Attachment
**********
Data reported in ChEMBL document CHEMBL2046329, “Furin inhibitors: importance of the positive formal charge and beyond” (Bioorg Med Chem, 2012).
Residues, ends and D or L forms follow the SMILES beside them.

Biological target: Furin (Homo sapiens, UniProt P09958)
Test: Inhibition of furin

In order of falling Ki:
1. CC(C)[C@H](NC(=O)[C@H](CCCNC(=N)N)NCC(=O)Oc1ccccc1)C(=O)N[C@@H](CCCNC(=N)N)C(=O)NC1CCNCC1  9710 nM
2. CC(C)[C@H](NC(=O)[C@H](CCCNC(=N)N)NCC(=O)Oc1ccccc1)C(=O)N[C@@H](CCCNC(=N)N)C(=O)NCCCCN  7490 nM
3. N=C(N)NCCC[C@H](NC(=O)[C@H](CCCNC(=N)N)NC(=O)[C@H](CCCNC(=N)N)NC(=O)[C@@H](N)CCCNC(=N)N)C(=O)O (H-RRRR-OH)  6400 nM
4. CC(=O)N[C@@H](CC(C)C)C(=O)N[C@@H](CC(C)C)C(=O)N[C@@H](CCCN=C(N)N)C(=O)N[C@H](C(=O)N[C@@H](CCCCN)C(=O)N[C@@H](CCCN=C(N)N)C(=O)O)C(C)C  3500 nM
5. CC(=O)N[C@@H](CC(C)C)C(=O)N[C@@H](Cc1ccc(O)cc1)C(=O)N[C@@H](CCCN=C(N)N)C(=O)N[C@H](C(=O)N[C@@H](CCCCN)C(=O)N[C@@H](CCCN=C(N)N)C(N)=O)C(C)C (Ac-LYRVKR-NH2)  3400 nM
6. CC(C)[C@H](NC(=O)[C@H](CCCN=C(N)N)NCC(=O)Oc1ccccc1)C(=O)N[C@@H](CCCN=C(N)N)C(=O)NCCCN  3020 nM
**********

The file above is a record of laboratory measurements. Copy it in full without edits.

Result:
Data reported in ChEMBL document CHEMBL2046329, “Furin inhibitors: importance of the positive formal charge and beyond” (Bioorg Med Chem, 2012).
Residues, ends and D or L forms follow the SMILES beside them.

Biological target: Furin (Homo sapiens, UniProt P09958)
Test: Inhibition of furin

In order of falling Ki:
1. CC(C)[C@H](NC(=O)[C@H](CCCNC(=N)N)NCC(=O)Oc1ccccc1)C(=O)N[C@@H](CCCNC(=N)N)C(=O)NC1CCNCC1  9710 nM
2. CC(C)[C@H](NC(=O)[C@H](CCCNC(=N)N)NCC(=O)Oc1ccccc1)C(=O)N[C@@H](CCCNC(=N)N)C(=O)NCCCCN  7490 nM
3. N=C(N)NCCC[C@H](NC(=O)[C@H](CCCNC(=N)N)NC(=O)[C@H](CCCNC(=N)N)NC(=O)[C@@H](N)CCCNC(=N)N)C(=O)O (H-RRRR-OH)  6400 nM
4. CC(=O)N[C@@H](CC(C)C)C(=O)N[C@@H](CC(C)C)C(=O)N[C@@H](CCCN=C(N)N)C(=O)N[C@H](C(=O)N[C@@H](CCCCN)C(=O)N[C@@H](CCCN=C(N)N)C(=O)O)C(C)C  3500 nM
5. CC(=O)N[C@@H](CC(C)C)C(=O)N[C@@H](Cc1ccc(O)cc1)C(=O)N[C@@H](CCCN=C(N)N)C(=O)N[C@H](C(=O)N[C@@H](CCCCN)C(=O)N[C@@H](CCCN=C(N)N)C(N)=O)C(C)C (Ac-LYRVKR-NH2)  3400 nM
6. CC(C)[C@H](NC(=O)[C@H](CCCN=C(N)N)NCC(=O)Oc1ccccc1)C(=O)N[C@@H](CCCN=C(N)N)C(=O)NCCCN  3020 nM